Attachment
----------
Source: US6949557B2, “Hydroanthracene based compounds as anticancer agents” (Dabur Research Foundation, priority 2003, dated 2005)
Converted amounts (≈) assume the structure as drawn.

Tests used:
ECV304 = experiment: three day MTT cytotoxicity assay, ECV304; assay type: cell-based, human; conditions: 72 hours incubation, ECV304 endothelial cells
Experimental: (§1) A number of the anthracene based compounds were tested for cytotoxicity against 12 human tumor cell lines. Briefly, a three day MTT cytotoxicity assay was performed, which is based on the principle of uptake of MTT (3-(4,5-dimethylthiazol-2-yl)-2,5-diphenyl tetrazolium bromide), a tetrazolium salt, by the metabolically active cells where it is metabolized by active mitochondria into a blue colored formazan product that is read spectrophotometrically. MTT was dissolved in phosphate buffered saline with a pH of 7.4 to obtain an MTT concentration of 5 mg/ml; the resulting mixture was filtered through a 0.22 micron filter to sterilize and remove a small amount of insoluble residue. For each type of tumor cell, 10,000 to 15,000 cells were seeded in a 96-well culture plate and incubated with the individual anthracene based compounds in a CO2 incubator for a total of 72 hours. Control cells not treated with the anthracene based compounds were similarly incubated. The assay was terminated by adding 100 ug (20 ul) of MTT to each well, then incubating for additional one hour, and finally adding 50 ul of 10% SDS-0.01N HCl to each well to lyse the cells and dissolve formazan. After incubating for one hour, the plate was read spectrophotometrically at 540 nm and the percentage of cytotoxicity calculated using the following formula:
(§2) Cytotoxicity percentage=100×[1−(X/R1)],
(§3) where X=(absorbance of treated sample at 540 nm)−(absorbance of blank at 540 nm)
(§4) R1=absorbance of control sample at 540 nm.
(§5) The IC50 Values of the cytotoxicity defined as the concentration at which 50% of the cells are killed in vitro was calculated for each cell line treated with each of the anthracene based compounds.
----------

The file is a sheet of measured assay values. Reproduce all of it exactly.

Source: US6949557B2, “Hydroanthracene based compounds as anticancer agents” (Dabur Research Foundation, priority 2003, dated 2005)
Converted amounts (≈) assume the structure as drawn.

Tests used:
ECV304 = experiment: three day MTT cytotoxicity assay, ECV304; assay type: cell-based, human; conditions: 72 hours incubation, ECV304 endothelial cells
Experimental: (§1) A number of the anthracene based compounds were tested for cytotoxicity against 12 human tumor cell lines. Briefly, a three day MTT cytotoxicity assay was performed, which is based on the principle of uptake of MTT (3-(4,5-dimethylthiazol-2-yl)-2,5-diphenyl tetrazolium bromide), a tetrazolium salt, by the metabolically active cells where it is metabolized by active mitochondria into a blue colored formazan product that is read spectrophotometrically. MTT was dissolved in phosphate buffered saline with a pH of 7.4 to obtain an MTT concentration of 5 mg/ml; the resulting mixture was filtered through a 0.22 micron filter to sterilize and remove a small amount of insoluble residue. For each type of tumor cell, 10,000 to 15,000 cells were seeded in a 96-well culture plate and incubated with the individual anthracene based compounds in a CO2 incubator for a total of 72 hours. Control cells not treated with the anthracene based compounds were similarly incubated. The assay was terminated by adding 100 ug (20 ul) of MTT to each well, then incubating for additional one hour, and finally adding 50 ul of 10% SDS-0.01N HCl to each well to lyse the cells and dissolve formazan. After incubating for one hour, the plate was read spectrophotometrically at 540 nm and the percentage of cytotoxicity calculated using the following formula:
(§2) Cytotoxicity percentage=100×[1−(X/R1)],
(§3) where X=(absorbance of treated sample at 540 nm)−(absorbance of blank at 540 nm)
(§4) R1=absorbance of control sample at 540 nm.
(§5) The IC50 Values of the cytotoxicity defined as the concentration at which 50% of the cells are killed in vitro was calculated for each cell line treated with each of the anthracene based compounds.